Maximum Rate Increase for Residential Ratepayers
Council has extended the rate capping scheme to all rate payers, not just residential. This will assist residential and commercial/industrial ratepayers who would otherwise have incurred a rate increase greater than 12.5%. A rebate will be granted to eligible ratepayers. For details of eligibility call 8372 8888, or click here.
Rates income is used to provide a range of essential everyday services such as road rehabilitation, footpath repairs and maintenance, stormwater drainage, the collection of rubbish and recyclable materials, ongoing maintenance of parks, gardens and buildings, street lighting and street cleaning, libraries, animal control, planning and enforcement of local laws.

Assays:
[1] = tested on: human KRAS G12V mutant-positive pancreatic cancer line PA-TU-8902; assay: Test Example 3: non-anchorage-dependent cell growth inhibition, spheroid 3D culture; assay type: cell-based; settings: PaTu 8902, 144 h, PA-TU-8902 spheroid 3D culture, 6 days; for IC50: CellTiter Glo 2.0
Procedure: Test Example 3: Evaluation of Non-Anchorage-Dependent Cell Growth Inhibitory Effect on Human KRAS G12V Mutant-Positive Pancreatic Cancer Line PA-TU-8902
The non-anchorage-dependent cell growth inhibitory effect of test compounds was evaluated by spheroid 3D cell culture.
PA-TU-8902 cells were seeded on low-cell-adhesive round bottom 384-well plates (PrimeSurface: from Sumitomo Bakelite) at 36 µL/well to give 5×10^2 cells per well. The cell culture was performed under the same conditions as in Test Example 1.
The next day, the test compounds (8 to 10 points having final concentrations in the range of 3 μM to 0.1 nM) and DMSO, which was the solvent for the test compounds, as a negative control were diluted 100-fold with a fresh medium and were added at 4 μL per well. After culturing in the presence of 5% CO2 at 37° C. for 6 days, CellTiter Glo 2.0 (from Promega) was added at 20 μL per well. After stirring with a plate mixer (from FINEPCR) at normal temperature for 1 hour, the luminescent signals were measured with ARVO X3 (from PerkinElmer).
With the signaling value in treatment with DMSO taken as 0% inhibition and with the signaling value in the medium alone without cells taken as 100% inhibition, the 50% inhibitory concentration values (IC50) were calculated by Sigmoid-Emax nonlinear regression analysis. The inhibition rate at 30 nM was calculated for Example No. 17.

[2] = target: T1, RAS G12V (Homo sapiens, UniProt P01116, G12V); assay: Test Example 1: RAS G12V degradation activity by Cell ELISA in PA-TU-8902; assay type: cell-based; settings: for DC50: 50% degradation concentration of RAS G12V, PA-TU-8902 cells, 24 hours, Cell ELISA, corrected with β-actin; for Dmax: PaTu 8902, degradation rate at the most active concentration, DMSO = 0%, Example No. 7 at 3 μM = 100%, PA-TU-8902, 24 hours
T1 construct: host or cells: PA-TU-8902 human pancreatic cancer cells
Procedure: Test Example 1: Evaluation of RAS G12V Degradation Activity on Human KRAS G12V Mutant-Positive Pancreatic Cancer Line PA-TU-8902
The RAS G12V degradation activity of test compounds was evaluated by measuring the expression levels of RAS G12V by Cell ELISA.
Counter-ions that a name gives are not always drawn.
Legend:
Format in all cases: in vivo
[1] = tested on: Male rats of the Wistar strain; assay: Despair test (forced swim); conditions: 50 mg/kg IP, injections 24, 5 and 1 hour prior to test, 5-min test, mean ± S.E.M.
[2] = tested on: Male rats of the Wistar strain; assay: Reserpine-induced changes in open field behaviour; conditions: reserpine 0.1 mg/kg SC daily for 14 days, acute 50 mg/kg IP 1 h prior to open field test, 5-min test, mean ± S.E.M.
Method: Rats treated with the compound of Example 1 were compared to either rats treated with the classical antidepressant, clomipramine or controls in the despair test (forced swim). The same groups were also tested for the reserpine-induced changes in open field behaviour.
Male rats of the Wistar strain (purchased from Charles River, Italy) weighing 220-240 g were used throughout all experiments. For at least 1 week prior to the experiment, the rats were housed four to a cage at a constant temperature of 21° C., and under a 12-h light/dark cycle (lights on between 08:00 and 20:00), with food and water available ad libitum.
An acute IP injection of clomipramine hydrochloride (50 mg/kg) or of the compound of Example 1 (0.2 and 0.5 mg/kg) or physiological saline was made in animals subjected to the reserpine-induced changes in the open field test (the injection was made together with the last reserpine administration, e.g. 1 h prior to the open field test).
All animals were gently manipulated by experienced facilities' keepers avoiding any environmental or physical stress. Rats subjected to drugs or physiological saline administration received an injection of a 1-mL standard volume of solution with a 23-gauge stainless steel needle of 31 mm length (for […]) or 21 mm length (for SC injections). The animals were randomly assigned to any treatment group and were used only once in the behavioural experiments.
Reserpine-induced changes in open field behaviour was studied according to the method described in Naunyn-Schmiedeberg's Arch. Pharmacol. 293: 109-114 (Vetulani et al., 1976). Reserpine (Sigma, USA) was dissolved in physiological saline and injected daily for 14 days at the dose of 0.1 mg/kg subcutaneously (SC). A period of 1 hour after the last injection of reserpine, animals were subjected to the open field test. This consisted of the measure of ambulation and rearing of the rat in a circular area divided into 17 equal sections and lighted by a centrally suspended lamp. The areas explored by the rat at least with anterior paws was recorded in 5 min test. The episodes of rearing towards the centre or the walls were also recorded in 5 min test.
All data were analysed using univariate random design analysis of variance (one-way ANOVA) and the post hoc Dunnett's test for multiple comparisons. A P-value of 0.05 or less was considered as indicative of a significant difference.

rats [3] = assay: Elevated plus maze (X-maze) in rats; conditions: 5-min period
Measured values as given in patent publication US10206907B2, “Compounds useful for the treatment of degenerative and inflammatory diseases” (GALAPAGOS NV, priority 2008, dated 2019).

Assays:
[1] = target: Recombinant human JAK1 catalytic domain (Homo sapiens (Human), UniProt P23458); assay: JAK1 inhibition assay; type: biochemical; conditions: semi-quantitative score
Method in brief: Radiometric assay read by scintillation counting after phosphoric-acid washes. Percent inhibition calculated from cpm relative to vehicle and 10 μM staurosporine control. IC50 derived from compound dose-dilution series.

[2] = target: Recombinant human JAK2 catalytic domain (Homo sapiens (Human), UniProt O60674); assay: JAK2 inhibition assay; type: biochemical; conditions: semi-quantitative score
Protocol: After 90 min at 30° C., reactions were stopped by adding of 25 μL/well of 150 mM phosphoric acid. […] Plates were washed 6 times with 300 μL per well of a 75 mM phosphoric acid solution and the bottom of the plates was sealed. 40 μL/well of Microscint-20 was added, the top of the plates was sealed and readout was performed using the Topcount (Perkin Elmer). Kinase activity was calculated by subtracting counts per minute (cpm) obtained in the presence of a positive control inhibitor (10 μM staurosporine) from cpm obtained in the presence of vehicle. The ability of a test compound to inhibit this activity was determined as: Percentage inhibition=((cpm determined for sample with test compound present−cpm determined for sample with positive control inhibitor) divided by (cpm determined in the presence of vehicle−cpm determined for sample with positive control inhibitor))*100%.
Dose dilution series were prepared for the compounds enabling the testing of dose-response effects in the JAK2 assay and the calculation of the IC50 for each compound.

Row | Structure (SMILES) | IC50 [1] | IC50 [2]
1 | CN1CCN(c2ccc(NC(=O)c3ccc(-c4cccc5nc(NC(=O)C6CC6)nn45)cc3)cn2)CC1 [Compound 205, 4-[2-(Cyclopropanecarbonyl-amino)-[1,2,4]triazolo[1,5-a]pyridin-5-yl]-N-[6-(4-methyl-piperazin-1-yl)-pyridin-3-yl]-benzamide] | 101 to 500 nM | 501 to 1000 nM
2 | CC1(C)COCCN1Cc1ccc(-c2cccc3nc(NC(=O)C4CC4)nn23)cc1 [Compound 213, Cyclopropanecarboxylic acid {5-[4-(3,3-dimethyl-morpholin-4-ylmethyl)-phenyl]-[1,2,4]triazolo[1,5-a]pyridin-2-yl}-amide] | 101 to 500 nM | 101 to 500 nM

The increase in rates income will be used to implement key strategies including maintaining the City’s ageing infrastructure, which includes our roads, footpaths and stormwater drainage systems, new footpaths, additional street tree planting and the continuation of Council’s footpath replacement program and bushfire prevention.
Local Government has produced four fact sheets to assist residents to understand what is involved in Council's rating processes and the legislation within which they operate, what is involved and how it works.
Highlights from the Budget
Additional Allocation for Maintenance on Street Trees
Development of Various Master Plans for Recreation and Open Space Areas
Development of Council's Strategic Directions Report
Review of Residential Policy
Community Engagement for Strategic Plan
Development of a Heritage Development Plan Assessment and a Watercourse Development Assessment
Review ofCommunityLandManagement Agreements inColonelLightGardens
Develop Traffic Management Plans for Clapham Area
Brownhill Creek and Keswick Creek Investigations